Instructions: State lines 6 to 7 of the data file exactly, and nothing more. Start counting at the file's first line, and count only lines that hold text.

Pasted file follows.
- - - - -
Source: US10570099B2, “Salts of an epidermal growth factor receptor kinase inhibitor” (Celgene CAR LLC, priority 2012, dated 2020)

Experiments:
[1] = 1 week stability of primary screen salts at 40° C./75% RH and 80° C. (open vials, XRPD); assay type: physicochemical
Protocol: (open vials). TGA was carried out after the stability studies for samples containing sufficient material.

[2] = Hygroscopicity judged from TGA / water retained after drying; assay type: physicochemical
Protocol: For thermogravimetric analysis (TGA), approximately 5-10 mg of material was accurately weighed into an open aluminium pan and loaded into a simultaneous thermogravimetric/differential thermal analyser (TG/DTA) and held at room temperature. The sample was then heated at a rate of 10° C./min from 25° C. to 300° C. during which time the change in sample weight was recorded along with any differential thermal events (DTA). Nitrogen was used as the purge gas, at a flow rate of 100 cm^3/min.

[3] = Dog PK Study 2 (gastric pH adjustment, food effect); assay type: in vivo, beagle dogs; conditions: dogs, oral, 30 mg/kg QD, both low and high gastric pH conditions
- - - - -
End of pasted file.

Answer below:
Protocol: For thermogravimetric analysis (TGA), approximately 5-10 mg of material was accurately weighed into an open aluminium pan and loaded into a simultaneous thermogravimetric/differential thermal analyser (TG/DTA) and held at room temperature. The sample was then heated at a rate of 10° C./min from 25° C. to 300° C. during which time the change in sample weight was recorded along with any differential thermal events (DTA). Nitrogen was used as the purge gas, at a flow rate of 100 cm^3/min.

[3] = Dog PK Study 2 (gastric pH adjustment, food effect); assay type: in vivo, beagle dogs; conditions: dogs, oral, 30 mg/kg QD, both low and high gastric pH conditions